Wednesday 4 September 2013


We are never too old to set new goals or dreams.


What’s so fascinating and attractive about living up to a ripe old age?

Firstly, it would mean more opportunities to serve God. Don’t we find delight in seeing God’s plan for our lives unfold in all its fullness? There is no greater thrill than to claim the fullness of God’s inheritanceto possess the Promised Land that He has meant for us.

 Robert Murray McCheyne (1813-1843) was one of the greatest Scottish preachers. Though he lived only up to the age of 30, he made tremendous impact through his preaching and writings. Imagine the impact he would have made had he lived up to 70it would have been even greater.


Bob Buford, author of Half Time, believes that in the second half of our life, we should be moving from success to significance. Armed with wisdom, experience, skill and training acquired through the years, retirees can contribute much to the home, church and community. Many would have attained financial stability and thus have the financial resources to help others. All these factors plus God’s empowerment enable seniors to lead fulfilling lives with eternal significance.

Living to a ripe old age gives us the opportunity to reinvent ourselves. We can set out to disprove the adage, “You can’t teach an old dog new tricks.” We can learn new skills such as public speaking, writing and blogging and impact many lives.

Secondly, with long life we get to see our grandchildren (or great grandchildren). Don’t we long to hear the pitter patter of little feet? I’m sure we’d want to experience the joy of playing with them and witness them growing up. And, as their mentors, the values and wisdom that we impart to them will certainly stand them in good stead later in life.

Thirdly, longevity enables us to rediscover the meaning of love, inner strength and patience. As we grow old gracefully with our spouses, we learn to support one another spiritually, emotionally and physically. As the children would have been independent by then, we get unparalleled freedom to travel and explore the world around usas long as our health and finances permit. 

Furthermore, we can spend unhurried moments pursuing our hobbies or chilling out with our friends over high tea. “What is this life if, full of care, we have no time to stand and stare?”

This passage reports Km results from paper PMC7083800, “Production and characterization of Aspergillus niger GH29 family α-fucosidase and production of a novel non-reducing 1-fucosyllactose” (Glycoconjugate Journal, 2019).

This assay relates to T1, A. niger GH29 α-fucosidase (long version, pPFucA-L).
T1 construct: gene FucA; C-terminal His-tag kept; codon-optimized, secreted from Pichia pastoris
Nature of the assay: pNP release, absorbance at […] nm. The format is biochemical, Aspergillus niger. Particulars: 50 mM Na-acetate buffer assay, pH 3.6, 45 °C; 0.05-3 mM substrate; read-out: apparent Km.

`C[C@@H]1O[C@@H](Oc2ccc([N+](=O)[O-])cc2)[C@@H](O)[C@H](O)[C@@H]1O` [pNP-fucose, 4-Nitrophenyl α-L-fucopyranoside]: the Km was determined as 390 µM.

The apostle Paul has a positive attitude towards life and death: “For to me, to live is Christ and to die is gain. If I am to go on living in the body, this will mean fruitful labour for me. Yet what shall I choose? I do not know! I am torn between the two: I desire to depart and be with Christ, which is better by far; but it is more necessary for you that I remain in the body” (Philippians 1:21-24).

Paul’s goal is that Christ be exalted in his life, whether by life or death (Philippians 1:21). And how much he can give to others depends on the number of years he has been allotted on earth.

We should not be fearful of death should our lives be suddenly cut short because we believe in the resurrection. As Jesus proclaimed in John 11:25: “I am the resurrection and the life. The one who believes in me will live, even though they die.” Indeed, the Christian who walks closely with God need not fear death: “O death, where is thy sting? (1 Corinthians 15:55).

On the other hand, we should be positive about longevity for it affords ample opportunities to glorify God. If we have been allotted three score and ten years (or more), then we should make full use of it. Carpe diem! The best is yet to come!

The righteous will flourish like a palm tree,
    they will grow like a cedar of Lebanon;
planted in the house of the Lord,
    they will flourish in the courts of our God.
 They will still bear fruit in old age,
    they will stay fresh and green.
(Psalm 92:12-14)

The path of the righteous is like the morning sun,
shining ever brighter till the full light of day.
(Proverbs 4:18)




Why are some people happy about their retirement whereas others are not?

Here are seven possible reasons borne out by research:

  • 1.       Engage in a purposeful activity for more than five hours a week.
  • 2.       Retire at your own free will (not retrenched).
  • 3.       Retire financially independent.
  • 4.       Retire at 55 or younger.
  • 5.       Having someone you can rely on for emotional support.
  • 6.       Proactively maintaining your health.
  • 7        Having received pre-retirement advice or having pre-retirement planning.                                                    

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